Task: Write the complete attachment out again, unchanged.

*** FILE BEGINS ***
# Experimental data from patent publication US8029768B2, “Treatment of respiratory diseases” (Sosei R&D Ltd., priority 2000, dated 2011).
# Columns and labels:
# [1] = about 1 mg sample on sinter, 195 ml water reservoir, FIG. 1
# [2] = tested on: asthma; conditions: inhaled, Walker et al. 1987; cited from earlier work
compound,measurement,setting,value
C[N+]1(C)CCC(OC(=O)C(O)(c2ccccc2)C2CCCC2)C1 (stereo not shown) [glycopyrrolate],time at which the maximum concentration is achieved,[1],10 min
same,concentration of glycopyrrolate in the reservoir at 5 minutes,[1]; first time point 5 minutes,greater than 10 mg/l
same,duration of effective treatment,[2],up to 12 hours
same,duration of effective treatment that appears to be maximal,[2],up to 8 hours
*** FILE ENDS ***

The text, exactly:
# Experimental data from patent publication US8029768B2, “Treatment of respiratory diseases” (Sosei R&D Ltd., priority 2000, dated 2011).
# Columns and labels:
# [1] = about 1 mg sample on sinter, 195 ml water reservoir, FIG. 1
# [2] = tested on: asthma; conditions: inhaled, Walker et al. 1987; cited from earlier work
compound,measurement,setting,value
C[N+]1(C)CCC(OC(=O)C(O)(c2ccccc2)C2CCCC2)C1 (stereo not shown) [glycopyrrolate],time at which the maximum concentration is achieved,[1],10 min
same,concentration of glycopyrrolate in the reservoir at 5 minutes,[1]; first time point 5 minutes,greater than 10 mg/l
same,duration of effective treatment,[2],up to 12 hours
same,duration of effective treatment that appears to be maximal,[2],up to 8 hours